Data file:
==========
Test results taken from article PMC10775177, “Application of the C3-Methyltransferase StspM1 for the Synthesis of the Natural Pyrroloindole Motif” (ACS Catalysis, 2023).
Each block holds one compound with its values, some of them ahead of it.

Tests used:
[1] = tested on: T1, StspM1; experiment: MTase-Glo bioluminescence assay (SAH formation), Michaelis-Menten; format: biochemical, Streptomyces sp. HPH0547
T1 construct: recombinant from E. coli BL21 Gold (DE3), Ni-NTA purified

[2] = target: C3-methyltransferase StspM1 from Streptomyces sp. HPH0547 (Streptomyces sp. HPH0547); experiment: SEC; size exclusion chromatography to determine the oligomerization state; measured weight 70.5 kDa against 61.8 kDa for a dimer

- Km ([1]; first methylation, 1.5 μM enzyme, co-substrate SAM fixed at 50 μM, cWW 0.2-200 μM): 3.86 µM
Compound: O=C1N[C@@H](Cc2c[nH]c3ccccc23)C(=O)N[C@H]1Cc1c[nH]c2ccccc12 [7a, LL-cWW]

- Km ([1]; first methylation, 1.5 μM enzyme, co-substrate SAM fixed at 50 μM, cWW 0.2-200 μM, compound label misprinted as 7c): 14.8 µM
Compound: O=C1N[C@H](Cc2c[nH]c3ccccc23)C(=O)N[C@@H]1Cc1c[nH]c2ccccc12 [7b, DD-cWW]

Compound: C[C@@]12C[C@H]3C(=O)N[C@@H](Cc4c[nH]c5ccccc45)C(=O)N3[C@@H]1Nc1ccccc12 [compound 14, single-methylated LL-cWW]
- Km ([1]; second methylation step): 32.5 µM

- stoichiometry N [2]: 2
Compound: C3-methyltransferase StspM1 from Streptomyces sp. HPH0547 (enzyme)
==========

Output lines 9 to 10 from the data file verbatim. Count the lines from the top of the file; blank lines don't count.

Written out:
- Km ([1]; first methylation, 1.5 μM enzyme, co-substrate SAM fixed at 50 μM, cWW 0.2-200 μM, compound label misprinted as 7c): 14.8 µM
Compound: O=C1N[C@H](Cc2c[nH]c3ccccc23)C(=O)N[C@@H]1Cc1c[nH]c2ccccc12 [7b, DD-cWW]